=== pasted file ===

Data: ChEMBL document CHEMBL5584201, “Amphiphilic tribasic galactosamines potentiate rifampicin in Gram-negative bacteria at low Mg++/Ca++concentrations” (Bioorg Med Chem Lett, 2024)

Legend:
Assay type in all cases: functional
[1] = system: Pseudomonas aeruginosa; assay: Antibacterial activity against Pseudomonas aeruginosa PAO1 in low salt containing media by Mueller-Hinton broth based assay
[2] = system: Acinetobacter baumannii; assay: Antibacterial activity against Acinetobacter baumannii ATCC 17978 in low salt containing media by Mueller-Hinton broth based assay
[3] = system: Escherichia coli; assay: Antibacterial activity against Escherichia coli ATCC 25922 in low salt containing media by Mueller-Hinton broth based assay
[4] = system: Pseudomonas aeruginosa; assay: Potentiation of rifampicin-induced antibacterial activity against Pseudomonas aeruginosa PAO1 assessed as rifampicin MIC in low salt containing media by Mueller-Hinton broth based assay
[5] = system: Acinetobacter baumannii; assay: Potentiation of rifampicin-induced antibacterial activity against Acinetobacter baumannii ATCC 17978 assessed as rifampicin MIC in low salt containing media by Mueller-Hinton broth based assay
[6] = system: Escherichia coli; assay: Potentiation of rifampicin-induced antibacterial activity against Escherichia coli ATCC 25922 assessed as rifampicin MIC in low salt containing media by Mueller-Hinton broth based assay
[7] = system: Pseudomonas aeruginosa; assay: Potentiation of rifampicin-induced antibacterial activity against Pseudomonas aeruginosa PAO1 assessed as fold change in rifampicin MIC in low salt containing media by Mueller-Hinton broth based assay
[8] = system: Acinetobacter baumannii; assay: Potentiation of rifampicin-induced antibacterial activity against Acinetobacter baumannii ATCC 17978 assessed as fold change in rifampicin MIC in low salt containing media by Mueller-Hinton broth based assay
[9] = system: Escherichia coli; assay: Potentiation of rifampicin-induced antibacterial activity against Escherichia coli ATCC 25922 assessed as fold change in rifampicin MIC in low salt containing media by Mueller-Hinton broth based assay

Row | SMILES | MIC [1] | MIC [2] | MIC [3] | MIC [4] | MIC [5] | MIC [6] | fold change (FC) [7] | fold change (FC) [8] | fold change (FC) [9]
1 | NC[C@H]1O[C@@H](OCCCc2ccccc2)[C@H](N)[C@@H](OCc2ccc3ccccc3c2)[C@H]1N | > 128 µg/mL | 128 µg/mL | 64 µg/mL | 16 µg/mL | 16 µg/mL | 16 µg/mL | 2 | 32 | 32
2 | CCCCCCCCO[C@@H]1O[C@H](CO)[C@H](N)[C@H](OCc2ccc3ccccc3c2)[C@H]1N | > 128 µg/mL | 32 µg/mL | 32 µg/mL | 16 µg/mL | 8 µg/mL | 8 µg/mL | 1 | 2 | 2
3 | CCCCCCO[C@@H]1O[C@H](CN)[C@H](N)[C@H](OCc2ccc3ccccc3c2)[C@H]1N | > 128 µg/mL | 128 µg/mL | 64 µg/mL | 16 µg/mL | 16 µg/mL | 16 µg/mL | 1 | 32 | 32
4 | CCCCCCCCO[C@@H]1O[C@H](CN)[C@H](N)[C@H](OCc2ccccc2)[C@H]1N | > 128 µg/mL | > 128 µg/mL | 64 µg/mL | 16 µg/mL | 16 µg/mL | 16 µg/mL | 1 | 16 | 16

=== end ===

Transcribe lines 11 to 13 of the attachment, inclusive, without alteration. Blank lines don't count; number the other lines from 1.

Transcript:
[8] = system: Acinetobacter baumannii; assay: Potentiation of rifampicin-induced antibacterial activity against Acinetobacter baumannii ATCC 17978 assessed as fold change in rifampicin MIC in low salt containing media by Mueller-Hinton broth based assay
[9] = system: Escherichia coli; assay: Potentiation of rifampicin-induced antibacterial activity against Escherichia coli ATCC 25922 assessed as fold change in rifampicin MIC in low salt containing media by Mueller-Hinton broth based assay

Row | SMILES | MIC [1] | MIC [2] | MIC [3] | MIC [4] | MIC [5] | MIC [6] | fold change (FC) [7] | fold change (FC) [8] | fold change (FC) [9]